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Apologetics Press :: Reason & Revelation
May 2003 - 23[5]:32-34,36-47

The Big Bang Theory—A Scientific Critique [Part I] [Section 1]
by Bert Thompson, Ph.D., Brad Harrub, Ph.D., and Branyon May

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Section 1 - Introduction
Section 2 - The Big Bang Theory
Section 3 - References/Acknowledgments

[EDITOR’S NOTE: This is the first in a three-part series of articles examining the concept of the origin of the Universe known as the Big Bang Theory. With the assistance of a number of credentialed physicists and astronomers, we have been working behind the scenes on this subject for the past several months. We deem it to be of such critical importance that we are devoting three entire issues of Reason & Revelation to it. In addition, as our regular readers no doubt already have noticed, this is a special double issue of 16 pages (not counting the usual 4-page Resources section). The June issue also will be a double issue like this one.

On a separate but related note, regular readers of Reason & Revelation also will notice the addition of a new name—Branyon May—as one of the authors of this series of articles. Branyon, who is one of our extremely talented interns, is a physics major at Angelo State University in San Angelo, Texas. As a result of his background in physics, we gave him the assignment of researching and beginning the initial writing phases of this scientific critique of the Big Bang. He did a masterful job, and even after returning to school, continued his work with us to produce a series that we believe will be of immense value in helping people (especially high school and college-age students) understand what the Big Bang Theory advocates, the unbelievably tenuous assumptions upon which it is based, and how and why it is scientifically flawed. Branyon has prepared a “Galactic Glossary” to go with this issue, in order to assist readers with terminology with which they might not be familiar. I hope you enjoy, and profit from, this important series.]

Where are you right now? Are you sitting down with a cup of hot tea, ready to enjoy the few brief moments you can devote just to yourself? Where are you? Are you somewhere other than in your armchair at home? Or are you even at home? And if you are, in what city? In what state? In what country? And on what continent?

Astronomically speaking, you are on the third planet from the Sun, in a solar system of nine other planets, only one of which—the one where you reside—sustains life. How? Why? These are intriguing questions worth pondering. And, most likely, this is not the first time you have considered them.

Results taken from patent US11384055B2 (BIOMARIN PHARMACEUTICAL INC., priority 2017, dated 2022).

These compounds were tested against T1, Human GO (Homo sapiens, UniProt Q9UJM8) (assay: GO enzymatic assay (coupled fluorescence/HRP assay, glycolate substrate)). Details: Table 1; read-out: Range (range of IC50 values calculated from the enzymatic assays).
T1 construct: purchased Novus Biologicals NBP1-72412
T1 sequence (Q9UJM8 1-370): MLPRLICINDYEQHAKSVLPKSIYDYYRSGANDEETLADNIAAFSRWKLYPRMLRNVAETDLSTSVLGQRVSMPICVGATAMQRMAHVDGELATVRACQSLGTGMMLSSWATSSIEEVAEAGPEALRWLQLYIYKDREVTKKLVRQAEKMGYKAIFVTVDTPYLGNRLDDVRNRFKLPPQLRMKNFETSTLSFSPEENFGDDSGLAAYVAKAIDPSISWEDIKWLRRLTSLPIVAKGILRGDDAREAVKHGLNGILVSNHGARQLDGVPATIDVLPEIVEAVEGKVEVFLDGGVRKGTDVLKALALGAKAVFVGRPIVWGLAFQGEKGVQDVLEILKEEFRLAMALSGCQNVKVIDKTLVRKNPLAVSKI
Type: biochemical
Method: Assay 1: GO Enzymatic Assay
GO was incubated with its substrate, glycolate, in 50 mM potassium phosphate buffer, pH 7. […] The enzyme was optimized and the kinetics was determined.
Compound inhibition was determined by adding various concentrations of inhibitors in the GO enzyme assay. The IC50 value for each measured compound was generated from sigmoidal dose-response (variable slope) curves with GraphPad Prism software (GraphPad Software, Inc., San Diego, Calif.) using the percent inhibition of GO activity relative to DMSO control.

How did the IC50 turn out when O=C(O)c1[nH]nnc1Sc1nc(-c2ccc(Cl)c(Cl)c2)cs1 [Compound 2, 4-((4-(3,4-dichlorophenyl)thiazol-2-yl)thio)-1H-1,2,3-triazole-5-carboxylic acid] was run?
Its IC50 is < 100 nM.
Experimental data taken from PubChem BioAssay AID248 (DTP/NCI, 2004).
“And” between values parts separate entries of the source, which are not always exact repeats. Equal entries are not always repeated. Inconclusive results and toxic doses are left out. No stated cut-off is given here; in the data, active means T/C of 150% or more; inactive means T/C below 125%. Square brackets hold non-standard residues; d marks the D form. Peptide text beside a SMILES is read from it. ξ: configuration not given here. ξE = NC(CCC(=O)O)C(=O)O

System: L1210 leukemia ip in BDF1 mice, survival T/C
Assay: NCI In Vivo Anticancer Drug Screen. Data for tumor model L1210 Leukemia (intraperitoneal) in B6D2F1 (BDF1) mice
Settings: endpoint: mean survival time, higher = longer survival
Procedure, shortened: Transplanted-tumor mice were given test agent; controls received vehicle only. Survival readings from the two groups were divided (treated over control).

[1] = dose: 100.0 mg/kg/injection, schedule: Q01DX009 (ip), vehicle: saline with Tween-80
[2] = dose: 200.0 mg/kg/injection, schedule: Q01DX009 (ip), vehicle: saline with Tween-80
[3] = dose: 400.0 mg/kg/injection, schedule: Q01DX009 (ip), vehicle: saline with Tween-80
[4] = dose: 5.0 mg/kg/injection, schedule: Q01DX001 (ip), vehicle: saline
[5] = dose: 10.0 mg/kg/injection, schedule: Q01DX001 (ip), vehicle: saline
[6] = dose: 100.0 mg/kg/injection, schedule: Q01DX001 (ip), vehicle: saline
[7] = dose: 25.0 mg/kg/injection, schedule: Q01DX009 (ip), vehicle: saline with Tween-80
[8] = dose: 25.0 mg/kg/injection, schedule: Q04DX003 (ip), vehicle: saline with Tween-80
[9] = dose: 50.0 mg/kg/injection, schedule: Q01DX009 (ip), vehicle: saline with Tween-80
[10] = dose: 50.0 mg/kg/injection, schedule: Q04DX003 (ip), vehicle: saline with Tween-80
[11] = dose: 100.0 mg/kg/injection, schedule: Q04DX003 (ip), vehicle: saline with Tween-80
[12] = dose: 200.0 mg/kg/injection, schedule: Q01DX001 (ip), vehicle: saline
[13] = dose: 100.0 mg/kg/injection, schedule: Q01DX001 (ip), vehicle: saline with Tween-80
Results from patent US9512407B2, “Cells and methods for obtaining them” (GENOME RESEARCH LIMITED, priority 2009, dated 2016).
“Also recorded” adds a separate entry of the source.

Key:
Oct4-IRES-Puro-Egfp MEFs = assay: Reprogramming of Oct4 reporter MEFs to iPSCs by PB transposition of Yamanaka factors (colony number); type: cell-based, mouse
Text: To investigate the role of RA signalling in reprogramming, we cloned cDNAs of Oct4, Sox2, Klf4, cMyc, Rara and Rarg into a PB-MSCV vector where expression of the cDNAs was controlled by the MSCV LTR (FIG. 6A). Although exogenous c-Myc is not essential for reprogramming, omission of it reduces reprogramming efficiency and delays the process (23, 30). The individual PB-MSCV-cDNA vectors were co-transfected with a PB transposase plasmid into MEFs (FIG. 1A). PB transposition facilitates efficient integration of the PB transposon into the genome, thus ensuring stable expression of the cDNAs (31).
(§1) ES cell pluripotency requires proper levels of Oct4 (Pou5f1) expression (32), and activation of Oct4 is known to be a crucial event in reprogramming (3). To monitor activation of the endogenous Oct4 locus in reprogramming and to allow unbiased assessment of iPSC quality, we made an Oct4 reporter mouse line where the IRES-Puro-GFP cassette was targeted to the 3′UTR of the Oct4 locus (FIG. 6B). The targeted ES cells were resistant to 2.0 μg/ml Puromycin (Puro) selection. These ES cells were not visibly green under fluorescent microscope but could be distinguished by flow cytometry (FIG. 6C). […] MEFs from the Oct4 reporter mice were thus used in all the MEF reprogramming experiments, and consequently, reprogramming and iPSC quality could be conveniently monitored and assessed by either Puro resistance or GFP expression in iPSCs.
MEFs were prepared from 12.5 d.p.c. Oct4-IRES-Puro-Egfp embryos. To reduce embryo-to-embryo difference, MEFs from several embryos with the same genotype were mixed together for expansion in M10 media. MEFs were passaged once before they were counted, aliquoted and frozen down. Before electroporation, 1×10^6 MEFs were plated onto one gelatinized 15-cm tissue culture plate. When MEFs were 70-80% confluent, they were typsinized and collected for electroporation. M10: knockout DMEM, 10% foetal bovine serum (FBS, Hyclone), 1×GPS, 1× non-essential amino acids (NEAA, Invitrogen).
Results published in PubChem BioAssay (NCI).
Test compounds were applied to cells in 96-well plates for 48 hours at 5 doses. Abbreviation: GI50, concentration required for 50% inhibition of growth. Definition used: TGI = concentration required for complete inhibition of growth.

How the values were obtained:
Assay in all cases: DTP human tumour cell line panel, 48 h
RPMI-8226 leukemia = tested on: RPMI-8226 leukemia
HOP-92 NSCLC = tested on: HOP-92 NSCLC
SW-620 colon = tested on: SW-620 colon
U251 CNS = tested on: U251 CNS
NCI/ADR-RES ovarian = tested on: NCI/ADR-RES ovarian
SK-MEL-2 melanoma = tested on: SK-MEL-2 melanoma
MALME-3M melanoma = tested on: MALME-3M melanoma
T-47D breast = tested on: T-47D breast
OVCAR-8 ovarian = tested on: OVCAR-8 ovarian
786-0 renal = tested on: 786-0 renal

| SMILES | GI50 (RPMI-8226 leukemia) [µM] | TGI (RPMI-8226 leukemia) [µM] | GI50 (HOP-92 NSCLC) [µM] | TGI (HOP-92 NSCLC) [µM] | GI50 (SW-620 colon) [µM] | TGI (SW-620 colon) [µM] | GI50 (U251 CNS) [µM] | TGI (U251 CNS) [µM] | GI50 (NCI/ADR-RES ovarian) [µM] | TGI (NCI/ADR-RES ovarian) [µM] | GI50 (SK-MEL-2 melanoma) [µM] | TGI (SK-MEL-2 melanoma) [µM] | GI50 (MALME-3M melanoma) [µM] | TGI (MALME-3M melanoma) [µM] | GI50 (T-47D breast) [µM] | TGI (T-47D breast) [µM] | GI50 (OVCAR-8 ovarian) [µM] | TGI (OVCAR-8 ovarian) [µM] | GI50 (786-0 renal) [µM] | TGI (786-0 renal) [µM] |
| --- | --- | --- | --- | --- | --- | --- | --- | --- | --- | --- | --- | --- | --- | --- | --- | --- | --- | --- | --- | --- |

Throughout the whole of human history, people have contemplated not only their origin, but also their physical place in the Universe. The question of our ultimate origin weighs heavily on the human psyche. Science, to be sure, has brought its theories to bear on the subject. It is some of those theories that we would like to examine here. We invite you to join us, because such an investigation makes for a fascinating study.

Cosmology is the study of the Cosmos in all its aspects. The Cosmos, in simplest terms, is the space/mass/time Universe and all its arrays of complex systems. The cosmologist, whether under this title or not, has been around conceptually for centuries. Specifically, in the realm of science—as long as this term has been defined—we read about those of long ago such as Epicurus, Aristotle, and Copernicus, who sought answers to what they saw in the heavens. More recently in scientific history, we have people like Isaac Newton (1642-1727), Johannes Kepler (1571-1630), Willem de Sitter (1872-1934), Albert Einstein (1879-1955), Edwin Hubble (1889-1953), Georges Lemaître (1894-1966), Aleksandr Friedman (1889-1925), and George Gamow (1904-1968), each of whom made major contributions to understanding various theories and physical laws.

Nowadays, the scientific community includes numerous contributors of varying degrees. Many viewpoints, however, by no means implies correct beliefs. So, let us travel together down this road of cosmological descent—from the long-defunct Cartesian Hypothesis to modern versions of the Big Bang—and examine several of these theories in light of the scientific knowledge now available to us. As we proceed, let us heed the warning of the late, eminent cosmologist, Sir Fred Hoyle (1915-2001), and his colleague, Chandra Wickramasinghe, in their book Evolution from Space: “Be suspicious of a theory if more and more hypotheses are needed to support it as new facts become available, or as new considerations are brought to bear” (1981, p. 135, emp. added).